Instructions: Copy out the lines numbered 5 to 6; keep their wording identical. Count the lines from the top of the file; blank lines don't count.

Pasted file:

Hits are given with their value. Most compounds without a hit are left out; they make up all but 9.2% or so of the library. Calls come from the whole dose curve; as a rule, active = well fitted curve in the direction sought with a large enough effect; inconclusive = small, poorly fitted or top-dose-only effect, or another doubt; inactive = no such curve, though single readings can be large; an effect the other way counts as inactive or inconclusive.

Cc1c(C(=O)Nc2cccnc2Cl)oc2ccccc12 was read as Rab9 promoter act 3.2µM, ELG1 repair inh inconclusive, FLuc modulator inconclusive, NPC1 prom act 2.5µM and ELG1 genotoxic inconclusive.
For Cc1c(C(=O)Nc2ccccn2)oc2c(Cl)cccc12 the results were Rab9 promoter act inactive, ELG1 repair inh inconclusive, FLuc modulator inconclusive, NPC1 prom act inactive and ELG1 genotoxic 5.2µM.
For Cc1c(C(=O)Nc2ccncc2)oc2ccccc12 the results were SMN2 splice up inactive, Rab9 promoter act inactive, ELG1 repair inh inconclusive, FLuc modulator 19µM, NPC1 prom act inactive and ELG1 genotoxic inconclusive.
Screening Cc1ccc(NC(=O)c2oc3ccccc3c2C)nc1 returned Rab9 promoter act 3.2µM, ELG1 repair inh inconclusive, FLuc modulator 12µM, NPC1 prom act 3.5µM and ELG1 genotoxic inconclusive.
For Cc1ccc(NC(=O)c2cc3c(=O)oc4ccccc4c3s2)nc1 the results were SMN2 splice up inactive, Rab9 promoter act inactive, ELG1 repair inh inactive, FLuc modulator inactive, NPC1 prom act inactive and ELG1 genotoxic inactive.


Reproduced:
Screening Cc1ccc(NC(=O)c2oc3ccccc3c2C)nc1 returned Rab9 promoter act 3.2µM, ELG1 repair inh inconclusive, FLuc modulator 12µM, NPC1 prom act 3.5µM and ELG1 genotoxic inconclusive.
For Cc1ccc(NC(=O)c2cc3c(=O)oc4ccccc4c3s2)nc1 the results were SMN2 splice up inactive, Rab9 promoter act inactive, ELG1 repair inh inactive, FLuc modulator inactive, NPC1 prom act inactive and ELG1 genotoxic inactive.